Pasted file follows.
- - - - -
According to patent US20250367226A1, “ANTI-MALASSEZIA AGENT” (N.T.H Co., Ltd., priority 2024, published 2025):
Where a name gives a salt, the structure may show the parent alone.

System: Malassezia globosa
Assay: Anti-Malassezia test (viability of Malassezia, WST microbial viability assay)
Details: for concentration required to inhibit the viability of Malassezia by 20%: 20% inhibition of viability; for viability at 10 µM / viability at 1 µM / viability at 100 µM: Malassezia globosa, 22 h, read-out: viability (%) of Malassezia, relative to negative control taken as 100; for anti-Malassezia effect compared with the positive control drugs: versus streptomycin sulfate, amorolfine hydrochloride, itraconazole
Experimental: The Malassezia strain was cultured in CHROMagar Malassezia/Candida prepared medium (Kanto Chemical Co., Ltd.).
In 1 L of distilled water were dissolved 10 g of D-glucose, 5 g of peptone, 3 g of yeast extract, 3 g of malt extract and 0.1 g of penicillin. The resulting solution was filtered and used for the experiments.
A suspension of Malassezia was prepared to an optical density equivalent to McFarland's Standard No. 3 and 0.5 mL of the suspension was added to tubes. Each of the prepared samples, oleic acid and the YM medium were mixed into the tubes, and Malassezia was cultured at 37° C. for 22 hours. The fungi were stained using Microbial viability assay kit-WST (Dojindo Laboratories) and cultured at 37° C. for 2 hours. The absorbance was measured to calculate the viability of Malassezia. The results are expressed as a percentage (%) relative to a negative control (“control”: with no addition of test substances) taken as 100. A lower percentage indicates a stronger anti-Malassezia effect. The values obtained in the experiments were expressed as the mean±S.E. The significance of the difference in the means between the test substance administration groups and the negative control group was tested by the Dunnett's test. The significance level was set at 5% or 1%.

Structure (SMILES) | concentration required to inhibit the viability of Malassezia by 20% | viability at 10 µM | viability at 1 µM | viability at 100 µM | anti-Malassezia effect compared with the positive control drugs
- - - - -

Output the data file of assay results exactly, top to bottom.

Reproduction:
According to patent US20250367226A1, “ANTI-MALASSEZIA AGENT” (N.T.H Co., Ltd., priority 2024, published 2025):
Where a name gives a salt, the structure may show the parent alone.

System: Malassezia globosa
Assay: Anti-Malassezia test (viability of Malassezia, WST microbial viability assay)
Details: for concentration required to inhibit the viability of Malassezia by 20%: 20% inhibition of viability; for viability at 10 µM / viability at 1 µM / viability at 100 µM: Malassezia globosa, 22 h, read-out: viability (%) of Malassezia, relative to negative control taken as 100; for anti-Malassezia effect compared with the positive control drugs: versus streptomycin sulfate, amorolfine hydrochloride, itraconazole
Experimental: The Malassezia strain was cultured in CHROMagar Malassezia/Candida prepared medium (Kanto Chemical Co., Ltd.).
In 1 L of distilled water were dissolved 10 g of D-glucose, 5 g of peptone, 3 g of yeast extract, 3 g of malt extract and 0.1 g of penicillin. The resulting solution was filtered and used for the experiments.
A suspension of Malassezia was prepared to an optical density equivalent to McFarland's Standard No. 3 and 0.5 mL of the suspension was added to tubes. Each of the prepared samples, oleic acid and the YM medium were mixed into the tubes, and Malassezia was cultured at 37° C. for 22 hours. The fungi were stained using Microbial viability assay kit-WST (Dojindo Laboratories) and cultured at 37° C. for 2 hours. The absorbance was measured to calculate the viability of Malassezia. The results are expressed as a percentage (%) relative to a negative control (“control”: with no addition of test substances) taken as 100. A lower percentage indicates a stronger anti-Malassezia effect. The values obtained in the experiments were expressed as the mean±S.E. The significance of the difference in the means between the test substance administration groups and the negative control group was tested by the Dunnett's test. The significance level was set at 5% or 1%.

Structure (SMILES) | concentration required to inhibit the viability of Malassezia by 20% | viability at 10 µM | viability at 1 µM | viability at 100 µM | anti-Malassezia effect compared with the positive control drugs